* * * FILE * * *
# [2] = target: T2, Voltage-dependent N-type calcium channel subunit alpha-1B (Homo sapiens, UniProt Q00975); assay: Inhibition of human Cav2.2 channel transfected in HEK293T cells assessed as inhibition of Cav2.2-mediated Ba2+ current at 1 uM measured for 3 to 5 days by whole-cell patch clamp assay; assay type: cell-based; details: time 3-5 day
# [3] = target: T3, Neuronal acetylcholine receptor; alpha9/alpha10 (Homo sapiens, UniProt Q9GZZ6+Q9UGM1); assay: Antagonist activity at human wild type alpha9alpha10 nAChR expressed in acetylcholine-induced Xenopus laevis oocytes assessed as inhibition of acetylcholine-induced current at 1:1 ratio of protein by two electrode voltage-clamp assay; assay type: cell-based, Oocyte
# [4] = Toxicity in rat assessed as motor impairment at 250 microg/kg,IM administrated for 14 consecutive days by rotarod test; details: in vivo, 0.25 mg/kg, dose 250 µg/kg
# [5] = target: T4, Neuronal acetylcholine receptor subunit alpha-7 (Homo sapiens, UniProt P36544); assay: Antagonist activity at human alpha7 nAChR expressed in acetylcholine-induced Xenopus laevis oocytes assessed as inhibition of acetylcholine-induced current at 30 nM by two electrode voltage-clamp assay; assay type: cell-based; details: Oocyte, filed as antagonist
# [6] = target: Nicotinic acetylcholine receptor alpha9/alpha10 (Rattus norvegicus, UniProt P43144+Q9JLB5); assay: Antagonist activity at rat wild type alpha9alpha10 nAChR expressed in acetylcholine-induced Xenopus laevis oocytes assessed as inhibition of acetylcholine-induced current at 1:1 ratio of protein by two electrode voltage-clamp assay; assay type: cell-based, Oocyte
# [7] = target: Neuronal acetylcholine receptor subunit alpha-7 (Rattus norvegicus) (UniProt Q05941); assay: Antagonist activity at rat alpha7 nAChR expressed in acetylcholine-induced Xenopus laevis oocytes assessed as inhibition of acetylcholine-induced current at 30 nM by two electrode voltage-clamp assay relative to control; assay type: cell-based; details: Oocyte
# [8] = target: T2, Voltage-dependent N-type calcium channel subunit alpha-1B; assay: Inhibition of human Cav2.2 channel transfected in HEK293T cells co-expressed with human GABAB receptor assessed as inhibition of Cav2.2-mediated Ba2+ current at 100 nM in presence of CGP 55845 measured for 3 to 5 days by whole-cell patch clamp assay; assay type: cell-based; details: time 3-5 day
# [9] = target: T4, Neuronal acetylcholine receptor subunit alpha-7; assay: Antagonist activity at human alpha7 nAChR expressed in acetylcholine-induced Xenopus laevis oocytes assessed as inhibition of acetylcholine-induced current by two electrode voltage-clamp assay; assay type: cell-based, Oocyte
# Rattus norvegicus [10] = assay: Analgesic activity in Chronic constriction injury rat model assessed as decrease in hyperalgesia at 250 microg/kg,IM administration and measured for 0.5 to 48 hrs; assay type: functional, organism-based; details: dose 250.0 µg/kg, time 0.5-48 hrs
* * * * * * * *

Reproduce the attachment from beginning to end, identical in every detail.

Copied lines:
# [2] = target: T2, Voltage-dependent N-type calcium channel subunit alpha-1B (Homo sapiens, UniProt Q00975); assay: Inhibition of human Cav2.2 channel transfected in HEK293T cells assessed as inhibition of Cav2.2-mediated Ba2+ current at 1 uM measured for 3 to 5 days by whole-cell patch clamp assay; assay type: cell-based; details: time 3-5 day
# [3] = target: T3, Neuronal acetylcholine receptor; alpha9/alpha10 (Homo sapiens, UniProt Q9GZZ6+Q9UGM1); assay: Antagonist activity at human wild type alpha9alpha10 nAChR expressed in acetylcholine-induced Xenopus laevis oocytes assessed as inhibition of acetylcholine-induced current at 1:1 ratio of protein by two electrode voltage-clamp assay; assay type: cell-based, Oocyte
# [4] = Toxicity in rat assessed as motor impairment at 250 microg/kg,IM administrated for 14 consecutive days by rotarod test; details: in vivo, 0.25 mg/kg, dose 250 µg/kg
# [5] = target: T4, Neuronal acetylcholine receptor subunit alpha-7 (Homo sapiens, UniProt P36544); assay: Antagonist activity at human alpha7 nAChR expressed in acetylcholine-induced Xenopus laevis oocytes assessed as inhibition of acetylcholine-induced current at 30 nM by two electrode voltage-clamp assay; assay type: cell-based; details: Oocyte, filed as antagonist
# [6] = target: Nicotinic acetylcholine receptor alpha9/alpha10 (Rattus norvegicus, UniProt P43144+Q9JLB5); assay: Antagonist activity at rat wild type alpha9alpha10 nAChR expressed in acetylcholine-induced Xenopus laevis oocytes assessed as inhibition of acetylcholine-induced current at 1:1 ratio of protein by two electrode voltage-clamp assay; assay type: cell-based, Oocyte
# [7] = target: Neuronal acetylcholine receptor subunit alpha-7 (Rattus norvegicus) (UniProt Q05941); assay: Antagonist activity at rat alpha7 nAChR expressed in acetylcholine-induced Xenopus laevis oocytes assessed as inhibition of acetylcholine-induced current at 30 nM by two electrode voltage-clamp assay relative to control; assay type: cell-based; details: Oocyte
# [8] = target: T2, Voltage-dependent N-type calcium channel subunit alpha-1B; assay: Inhibition of human Cav2.2 channel transfected in HEK293T cells co-expressed with human GABAB receptor assessed as inhibition of Cav2.2-mediated Ba2+ current at 100 nM in presence of CGP 55845 measured for 3 to 5 days by whole-cell patch clamp assay; assay type: cell-based; details: time 3-5 day
# [9] = target: T4, Neuronal acetylcholine receptor subunit alpha-7; assay: Antagonist activity at human alpha7 nAChR expressed in acetylcholine-induced Xenopus laevis oocytes assessed as inhibition of acetylcholine-induced current by two electrode voltage-clamp assay; assay type: cell-based, Oocyte
# Rattus norvegicus [10] = assay: Analgesic activity in Chronic constriction injury rat model assessed as decrease in hyperalgesia at 250 microg/kg,IM administration and measured for 0.5 to 48 hrs; assay type: functional, organism-based; details: dose 250.0 µg/kg, time 0.5-48 hrs